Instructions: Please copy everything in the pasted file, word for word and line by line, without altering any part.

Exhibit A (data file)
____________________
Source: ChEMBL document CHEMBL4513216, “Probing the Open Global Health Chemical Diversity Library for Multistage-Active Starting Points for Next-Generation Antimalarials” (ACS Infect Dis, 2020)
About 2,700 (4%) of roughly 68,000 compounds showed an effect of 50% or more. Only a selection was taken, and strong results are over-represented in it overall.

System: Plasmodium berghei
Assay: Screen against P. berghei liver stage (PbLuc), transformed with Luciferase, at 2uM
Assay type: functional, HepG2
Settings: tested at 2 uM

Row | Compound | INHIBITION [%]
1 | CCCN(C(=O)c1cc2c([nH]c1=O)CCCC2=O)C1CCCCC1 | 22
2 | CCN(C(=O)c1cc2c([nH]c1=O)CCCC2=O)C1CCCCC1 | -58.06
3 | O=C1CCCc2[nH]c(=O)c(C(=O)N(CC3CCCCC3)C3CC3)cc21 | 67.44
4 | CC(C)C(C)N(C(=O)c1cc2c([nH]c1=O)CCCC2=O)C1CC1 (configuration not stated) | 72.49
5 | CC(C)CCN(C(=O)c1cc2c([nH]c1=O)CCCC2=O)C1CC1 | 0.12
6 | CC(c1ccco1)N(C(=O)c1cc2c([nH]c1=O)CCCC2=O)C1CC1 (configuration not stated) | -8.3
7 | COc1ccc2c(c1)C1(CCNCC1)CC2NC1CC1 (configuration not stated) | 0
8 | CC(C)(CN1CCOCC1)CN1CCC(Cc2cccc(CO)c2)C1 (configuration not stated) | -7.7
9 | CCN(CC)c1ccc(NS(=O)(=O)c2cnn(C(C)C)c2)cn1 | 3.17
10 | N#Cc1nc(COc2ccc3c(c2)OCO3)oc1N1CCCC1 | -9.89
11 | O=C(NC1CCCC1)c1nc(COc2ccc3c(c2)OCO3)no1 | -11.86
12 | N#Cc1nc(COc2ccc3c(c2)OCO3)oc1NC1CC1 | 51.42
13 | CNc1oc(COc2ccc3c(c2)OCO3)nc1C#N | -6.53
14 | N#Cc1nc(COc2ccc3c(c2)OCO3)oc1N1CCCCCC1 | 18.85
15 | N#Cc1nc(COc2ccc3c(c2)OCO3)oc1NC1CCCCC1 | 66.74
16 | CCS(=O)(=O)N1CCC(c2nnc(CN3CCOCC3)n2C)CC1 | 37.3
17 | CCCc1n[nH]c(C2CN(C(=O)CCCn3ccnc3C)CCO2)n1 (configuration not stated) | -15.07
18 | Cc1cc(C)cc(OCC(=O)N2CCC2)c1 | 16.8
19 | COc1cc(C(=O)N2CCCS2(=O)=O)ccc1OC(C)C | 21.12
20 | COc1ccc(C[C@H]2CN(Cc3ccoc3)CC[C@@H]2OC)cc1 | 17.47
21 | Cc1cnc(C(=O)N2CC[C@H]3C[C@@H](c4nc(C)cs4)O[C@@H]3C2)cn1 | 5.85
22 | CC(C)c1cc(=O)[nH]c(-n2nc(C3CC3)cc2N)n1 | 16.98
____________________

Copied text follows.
Source: ChEMBL document CHEMBL4513216, “Probing the Open Global Health Chemical Diversity Library for Multistage-Active Starting Points for Next-Generation Antimalarials” (ACS Infect Dis, 2020)
About 2,700 (4%) of roughly 68,000 compounds showed an effect of 50% or more. Only a selection was taken, and strong results are over-represented in it overall.

System: Plasmodium berghei
Assay: Screen against P. berghei liver stage (PbLuc), transformed with Luciferase, at 2uM
Assay type: functional, HepG2
Settings: tested at 2 uM

Row | Compound | INHIBITION [%]
1 | CCCN(C(=O)c1cc2c([nH]c1=O)CCCC2=O)C1CCCCC1 | 22
2 | CCN(C(=O)c1cc2c([nH]c1=O)CCCC2=O)C1CCCCC1 | -58.06
3 | O=C1CCCc2[nH]c(=O)c(C(=O)N(CC3CCCCC3)C3CC3)cc21 | 67.44
4 | CC(C)C(C)N(C(=O)c1cc2c([nH]c1=O)CCCC2=O)C1CC1 (configuration not stated) | 72.49
5 | CC(C)CCN(C(=O)c1cc2c([nH]c1=O)CCCC2=O)C1CC1 | 0.12
6 | CC(c1ccco1)N(C(=O)c1cc2c([nH]c1=O)CCCC2=O)C1CC1 (configuration not stated) | -8.3
7 | COc1ccc2c(c1)C1(CCNCC1)CC2NC1CC1 (configuration not stated) | 0
8 | CC(C)(CN1CCOCC1)CN1CCC(Cc2cccc(CO)c2)C1 (configuration not stated) | -7.7
9 | CCN(CC)c1ccc(NS(=O)(=O)c2cnn(C(C)C)c2)cn1 | 3.17
10 | N#Cc1nc(COc2ccc3c(c2)OCO3)oc1N1CCCC1 | -9.89
11 | O=C(NC1CCCC1)c1nc(COc2ccc3c(c2)OCO3)no1 | -11.86
12 | N#Cc1nc(COc2ccc3c(c2)OCO3)oc1NC1CC1 | 51.42
13 | CNc1oc(COc2ccc3c(c2)OCO3)nc1C#N | -6.53
14 | N#Cc1nc(COc2ccc3c(c2)OCO3)oc1N1CCCCCC1 | 18.85
15 | N#Cc1nc(COc2ccc3c(c2)OCO3)oc1NC1CCCCC1 | 66.74
16 | CCS(=O)(=O)N1CCC(c2nnc(CN3CCOCC3)n2C)CC1 | 37.3
17 | CCCc1n[nH]c(C2CN(C(=O)CCCn3ccnc3C)CCO2)n1 (configuration not stated) | -15.07
18 | Cc1cc(C)cc(OCC(=O)N2CCC2)c1 | 16.8
19 | COc1cc(C(=O)N2CCCS2(=O)=O)ccc1OC(C)C | 21.12
20 | COc1ccc(C[C@H]2CN(Cc3ccoc3)CC[C@@H]2OC)cc1 | 17.47
21 | Cc1cnc(C(=O)N2CC[C@H]3C[C@@H](c4nc(C)cs4)O[C@@H]3C2)cn1 | 5.85
22 | CC(C)c1cc(=O)[nH]c(-n2nc(C3CC3)cc2N)n1 | 16.98